Principal Research Fellow (Faculty, Senior Lecturer in Structural Biology)
Jon Nield, Ph.D.
j.nield 'at' qmul.ac.uk
Principal Investigator / JST/CREST, Special Advisor (2014)
Academic Visitor, Imperial College (2015)

Research Fellow (JST/CREST funded, Structural Biology)
Karim Maghlaoui, Ph.D.
k.maghlaoui ‘at’ qmul.ac.uk

Ph.D. student (w/Prof. Richard Pickersgill)
Ms Liang Wang (& Support Worker)
l.wang ‘at’ qmul.ac.uk


Equipment used in researching photosynthetic complexes:
- for structural studies
Instrumentation (JEOL 1230 / JEOL 2010 TEMs) within Queen Mary's NanoVision centre is used to record image data via CCD (2k x 2k; 16 bit TIFF) or micrographic film prior to single particle image processing across a wide range of local and collaborative projects. Jon sits on the management board, co-ordinating projects of a biological TEM nature, and welcomes any contacts or queries in this regard.

Pre-2007, data for single particle image averaging projects were gained through the use of FEI (Philips) CM100 (100 keV), Tecnai T12 (120 keV) or CM200 (200 keV) FEG (Field Emission Gun; liquid Nitrogen-cooled) transmission electron microscopes of Imperial College's Centre for Structural Biology (IC-CBEM).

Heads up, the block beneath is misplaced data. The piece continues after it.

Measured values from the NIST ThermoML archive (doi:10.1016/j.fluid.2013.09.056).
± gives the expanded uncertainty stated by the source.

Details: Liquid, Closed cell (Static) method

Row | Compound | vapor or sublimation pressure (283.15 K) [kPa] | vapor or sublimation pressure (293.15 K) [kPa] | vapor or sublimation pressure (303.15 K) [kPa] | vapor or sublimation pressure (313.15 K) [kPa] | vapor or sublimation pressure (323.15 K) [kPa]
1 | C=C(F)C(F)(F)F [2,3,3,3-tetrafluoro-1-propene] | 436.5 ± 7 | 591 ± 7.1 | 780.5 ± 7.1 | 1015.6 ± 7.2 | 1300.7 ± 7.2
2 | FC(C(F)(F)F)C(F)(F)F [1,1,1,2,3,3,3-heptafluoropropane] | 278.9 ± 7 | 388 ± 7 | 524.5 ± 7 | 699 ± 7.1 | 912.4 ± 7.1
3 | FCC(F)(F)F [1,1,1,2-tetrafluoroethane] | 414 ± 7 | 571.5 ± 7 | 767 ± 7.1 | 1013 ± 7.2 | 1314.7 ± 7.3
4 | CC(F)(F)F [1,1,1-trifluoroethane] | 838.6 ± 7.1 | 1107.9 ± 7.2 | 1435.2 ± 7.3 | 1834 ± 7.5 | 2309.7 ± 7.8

A Linux cluster for the group has been recently upgraded and reconfigured (160-CPU, 336 Gb RAM) for local image-processing.

- for investigating biochemical function
The dark lab (℅ Norbert Krauss) in The Joseph Priestley building has access to a wide range of equipment at Queen Mary: Absorption spectroscopy, SDS-PAGE, Western blotting, HPLC (size exclusion and reverse-phase), FPLC, gas chromatography, gel densitometry, oxygen electrodes, fluorescence induction and relaxation, crystallisation, plant/ bacterial growth greenhouses/culturing, autoclaves, several centrifuges (+ultras) are all available, either within the lab, down the corridor, or within 5 min.

Legacy equipment: Nikon LS9000 CoolScan densitometer
If required, a Nikon scanner is able to provide for 6.35 micron step-size scans of electron micrographs, at 16 bit greyscale (6 x 7.5 cm; holder manually machined to enable 6 x 9 cm films to be scanned). A typical total cycle scan-time per single micrograph is ~ 5 min. After testing, a 4 Angstrom structure is possible, but 6 Angstroms clearly achievable.

Lab Alumni:
Dr Ray Burton-Smith
Dr Kristina Zubow
Mr Matt Cullen
Mme Clemence Granier
Mr Boaz Odier
Dr (Ms) Jawon Song
Dr William Lee
Ms Vin Luang
Mr Wilfred Wu
Dr Dorothy Cheng
Ms Sali Liu
Ms Candy Xu
Ms Connie Zhang
Dr Yuan-Tsan Tseng
Dr Ben King
Dr Sven Nottebaum
Ms Lu Pan
Mr Laurence Darby
Dr Jonathan Ruprecht